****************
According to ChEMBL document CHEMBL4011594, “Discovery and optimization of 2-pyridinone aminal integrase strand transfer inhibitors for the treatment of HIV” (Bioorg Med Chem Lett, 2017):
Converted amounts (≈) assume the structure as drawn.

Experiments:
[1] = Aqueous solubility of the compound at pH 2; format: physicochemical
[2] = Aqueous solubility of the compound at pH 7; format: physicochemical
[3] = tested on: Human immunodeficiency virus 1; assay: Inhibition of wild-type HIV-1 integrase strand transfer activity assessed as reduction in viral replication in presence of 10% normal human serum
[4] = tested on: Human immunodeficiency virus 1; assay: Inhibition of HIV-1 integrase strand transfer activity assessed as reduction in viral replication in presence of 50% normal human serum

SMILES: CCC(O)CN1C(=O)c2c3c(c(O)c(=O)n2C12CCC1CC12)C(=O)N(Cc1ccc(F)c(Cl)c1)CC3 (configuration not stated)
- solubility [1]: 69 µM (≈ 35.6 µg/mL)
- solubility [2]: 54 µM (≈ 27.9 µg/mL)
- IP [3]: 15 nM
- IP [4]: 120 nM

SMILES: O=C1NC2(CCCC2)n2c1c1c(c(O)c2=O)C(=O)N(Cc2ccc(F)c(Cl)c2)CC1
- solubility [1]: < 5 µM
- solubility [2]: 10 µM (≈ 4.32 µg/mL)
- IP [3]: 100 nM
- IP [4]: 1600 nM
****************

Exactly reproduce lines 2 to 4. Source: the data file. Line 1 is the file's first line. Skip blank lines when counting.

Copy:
Converted amounts (≈) assume the structure as drawn.

Experiments:
[1] = Aqueous solubility of the compound at pH 2; format: physicochemical